Group Created with Sketch.
Volume 25 No. 107
  • Created with Sketch.
  • Created with Sketch.
  • Created with Sketch.

NBA's Silver Indicates Time May Be Right To End One-And-Done

Silver in a memo last month indicated a Draft change would not come any earlier than '21

NBA Commissioner Adam Silver made it clear during a press conference yesterday that there is "growing support for a change that would allow players to enter the league at the age of 18 rather than require them to play one year of college basketball -- or internationally," according to Sam Amick of USA TODAY. Such a move would have to be "collectively bargained" with the NBPA, but Silver’s tone on this topic at the league’s annual summer BOG meeting was the "strongest sign yet that it’s only a matter of time." Silver sent a memo to teams last month indicating the change "would not come any earlier" than the '21 Draft, and that timeline "appears to still be intact" (USA TODAY, 7/11). ESPN's Rachel Nichols tweeted, "Silver on re-setting the NBA’s age limit back to 18 years old: 'My personal view is that we’re ready to make that change.' Translation: this is going to happen" (, 7/10). 

CONDI CRUSH: In Boston, Gary Washburn notes the Commission on College Basketball, led by Condoleezza Rice, suggested in an April report that the "one-and-done rule should be banished and high school graduates should be allowed to enter the draft." Silver said, "When I’ve weighed the pros and cons, given that Condoleezza Rice and her commission has recommended to the NBA that those one-and-done players now come directly into the league, and in essence the college community is saying we do not want those players anymore, that sort of tips the scale in my mind that we should be taking a serious look at lowering our age to 18" (BOSTON GLOBE, 7/11). NBPA Exec Dir Michele Roberts said that the decision to "change the age limit and when it will be implemented could come in the next few months." Roberts: "It’s been something that has been top of mind for him, for the teams, and for us. It was, of course, a topic of discussion among the players. So, stay tuned" (WASHINGTON POST, 7/11).

DOES EVERYONE HAVE A CHANCE? Silver said that the league "can create a better system" through its next CBA to "improve the league’s competitive balance." Silver: "I’m not here to say we have a problem, and I love where the league is right now." He added, "I don’t necessarily think it’s necessarily, per se, bad that the Warriors are so dominant. As I’ve said before, we’re not trying to create some forced parity. What we really focus on is parity of opportunity, and a fair point can be made in a tax system when certain teams are spending significantly more than others that that’s not parity of opportunity." Silver said that league officials will "continue to discuss the issue with its labor relations committee" (ORLANDO SENTINEL, 7/11). Silver: "Michele is not going to get a call from me complaining about competitive balance. I think it’s on me and our labor relations committee ultimately to get with the players and their committee to convince them there may be a better way to do things" (HOUSTON CHRONICLE, 7/11). In Boston, Steve Bulpett notes despite the fact the NBA does "very well interest-wise when there are dominant teams, Silver has clearly heard the complaints" that the Warriors have the '18-19 championship "under lock and key and is looking to foster hope in more cities" (BOSTON HERALD, 7/11).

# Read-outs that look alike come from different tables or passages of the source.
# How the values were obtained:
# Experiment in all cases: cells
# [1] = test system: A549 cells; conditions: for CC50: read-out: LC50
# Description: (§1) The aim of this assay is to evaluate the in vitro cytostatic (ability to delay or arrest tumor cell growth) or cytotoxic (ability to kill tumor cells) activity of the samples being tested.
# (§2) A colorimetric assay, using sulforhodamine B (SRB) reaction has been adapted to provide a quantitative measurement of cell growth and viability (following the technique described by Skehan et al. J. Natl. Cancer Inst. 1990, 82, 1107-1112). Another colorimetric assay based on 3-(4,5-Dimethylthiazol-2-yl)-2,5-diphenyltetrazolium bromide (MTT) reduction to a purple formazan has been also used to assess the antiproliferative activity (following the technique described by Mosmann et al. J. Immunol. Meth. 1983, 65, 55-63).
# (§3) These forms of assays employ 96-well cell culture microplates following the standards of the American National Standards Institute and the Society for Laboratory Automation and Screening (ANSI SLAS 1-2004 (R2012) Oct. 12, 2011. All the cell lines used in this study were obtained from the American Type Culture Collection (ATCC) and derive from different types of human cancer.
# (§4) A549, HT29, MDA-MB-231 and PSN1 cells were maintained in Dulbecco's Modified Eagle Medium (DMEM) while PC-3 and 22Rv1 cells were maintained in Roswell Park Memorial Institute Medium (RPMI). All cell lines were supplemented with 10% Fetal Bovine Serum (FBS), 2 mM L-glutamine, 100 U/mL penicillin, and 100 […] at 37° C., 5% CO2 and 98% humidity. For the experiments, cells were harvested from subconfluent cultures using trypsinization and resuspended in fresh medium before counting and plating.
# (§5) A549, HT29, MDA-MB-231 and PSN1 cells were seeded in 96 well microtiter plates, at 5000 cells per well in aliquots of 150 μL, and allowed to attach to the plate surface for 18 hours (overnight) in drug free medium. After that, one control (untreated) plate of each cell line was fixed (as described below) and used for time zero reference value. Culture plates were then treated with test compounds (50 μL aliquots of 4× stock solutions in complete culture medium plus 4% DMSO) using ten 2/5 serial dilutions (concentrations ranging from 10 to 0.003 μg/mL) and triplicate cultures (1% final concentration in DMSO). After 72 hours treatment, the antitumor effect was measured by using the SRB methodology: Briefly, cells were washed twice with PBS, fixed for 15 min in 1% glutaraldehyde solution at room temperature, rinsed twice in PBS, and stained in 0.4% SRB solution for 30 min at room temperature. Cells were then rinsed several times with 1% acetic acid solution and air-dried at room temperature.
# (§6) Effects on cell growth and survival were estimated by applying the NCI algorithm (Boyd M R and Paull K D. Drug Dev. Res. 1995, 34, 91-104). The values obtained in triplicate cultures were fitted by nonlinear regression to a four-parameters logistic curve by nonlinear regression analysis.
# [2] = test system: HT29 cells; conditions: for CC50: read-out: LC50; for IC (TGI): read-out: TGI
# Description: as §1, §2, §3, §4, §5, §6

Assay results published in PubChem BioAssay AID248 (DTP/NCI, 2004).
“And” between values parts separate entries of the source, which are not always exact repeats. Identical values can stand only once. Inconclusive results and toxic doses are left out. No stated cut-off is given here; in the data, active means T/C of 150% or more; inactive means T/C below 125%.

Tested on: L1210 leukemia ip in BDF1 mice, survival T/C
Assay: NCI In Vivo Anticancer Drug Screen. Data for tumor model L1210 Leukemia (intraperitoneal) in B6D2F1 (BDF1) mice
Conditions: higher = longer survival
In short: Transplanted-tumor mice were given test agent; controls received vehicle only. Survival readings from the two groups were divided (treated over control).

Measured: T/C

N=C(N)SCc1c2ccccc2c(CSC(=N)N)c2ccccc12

TAKING A GAMBLE: Silver reiterated that he would "like to see" the NBA receive a 1% fee on "bets placed." Silver: "It’s one of the issues we’re talking to states about. We’re also very focused on how the data will be used and how we can protect the integrity of the league. We’ve made more progress on some of those other issues." He said that the NBA is "'talking directly to' gaming companies regarding professional relationships." Silver: "We should be compensated for our intellectual property, but we can do that directly with commercial relationships with gaming establishments" (LAS VEGAS REVIEW-JOURNAL, 7/11).

CHANGES LOOMING:'s Dane Carbaugh noted Silver has confirmed that the league will move the timeline for '19 NBA free agency up from this year's 12:00am ET to be "more accommodating to a TV audience." The NBA has been "great at getting more eyeballs on its product." TV is still the NBA’s "best friend, and switching things up so one of the biggest events of the year is on the boob tube is just being a good business partner" (, 7/10). Meanwhile, Silver said that seeding teams 1-through-16 in the playoffs has "'real appeal' but would take time to implement" (, 7/10). The Washington Post's Tim Bontemps tweeted, "Silver says the biggest thing preventing going 1-16 for the playoffs is travel. Again, what the issue actually is is that half the teams in the NBA have no incentive to vote to change the playoffs. And 2/3 of the teams have to vote to change them" (, 7/10).